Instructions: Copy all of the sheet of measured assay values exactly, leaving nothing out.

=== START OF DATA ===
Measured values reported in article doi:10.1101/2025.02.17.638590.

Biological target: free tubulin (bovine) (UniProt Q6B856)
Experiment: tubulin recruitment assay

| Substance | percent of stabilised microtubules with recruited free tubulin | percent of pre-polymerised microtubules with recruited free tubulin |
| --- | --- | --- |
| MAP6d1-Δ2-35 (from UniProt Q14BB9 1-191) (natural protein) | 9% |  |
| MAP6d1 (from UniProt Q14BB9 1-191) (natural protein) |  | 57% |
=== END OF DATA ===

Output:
Measured values reported in article doi:10.1101/2025.02.17.638590.

Biological target: free tubulin (bovine) (UniProt Q6B856)
Experiment: tubulin recruitment assay

| Substance | percent of stabilised microtubules with recruited free tubulin | percent of pre-polymerised microtubules with recruited free tubulin |
| --- | --- | --- |
| MAP6d1-Δ2-35 (from UniProt Q14BB9 1-191) (natural protein) | 9% |  |
| MAP6d1 (from UniProt Q14BB9 1-191) (natural protein) |  | 57% |